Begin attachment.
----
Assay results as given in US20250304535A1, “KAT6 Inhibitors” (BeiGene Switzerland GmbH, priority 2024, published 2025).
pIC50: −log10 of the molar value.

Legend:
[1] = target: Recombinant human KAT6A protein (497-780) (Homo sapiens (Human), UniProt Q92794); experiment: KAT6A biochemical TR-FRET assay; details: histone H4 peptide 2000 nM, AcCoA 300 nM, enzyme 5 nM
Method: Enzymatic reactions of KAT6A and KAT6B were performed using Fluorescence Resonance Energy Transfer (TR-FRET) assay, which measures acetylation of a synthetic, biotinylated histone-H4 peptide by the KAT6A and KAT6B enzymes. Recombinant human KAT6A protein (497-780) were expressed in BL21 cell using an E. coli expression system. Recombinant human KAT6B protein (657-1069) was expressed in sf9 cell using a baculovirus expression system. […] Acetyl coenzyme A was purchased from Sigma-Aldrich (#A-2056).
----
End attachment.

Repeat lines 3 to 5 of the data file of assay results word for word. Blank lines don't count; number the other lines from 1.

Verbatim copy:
Legend:
[1] = target: Recombinant human KAT6A protein (497-780) (Homo sapiens (Human), UniProt Q92794); experiment: KAT6A biochemical TR-FRET assay; details: histone H4 peptide 2000 nM, AcCoA 300 nM, enzyme 5 nM
Method: Enzymatic reactions of KAT6A and KAT6B were performed using Fluorescence Resonance Energy Transfer (TR-FRET) assay, which measures acetylation of a synthetic, biotinylated histone-H4 peptide by the KAT6A and KAT6B enzymes. Recombinant human KAT6A protein (497-780) were expressed in BL21 cell using an E. coli expression system. Recombinant human KAT6B protein (657-1069) was expressed in sf9 cell using a baculovirus expression system. […] Acetyl coenzyme A was purchased from Sigma-Aldrich (#A-2056).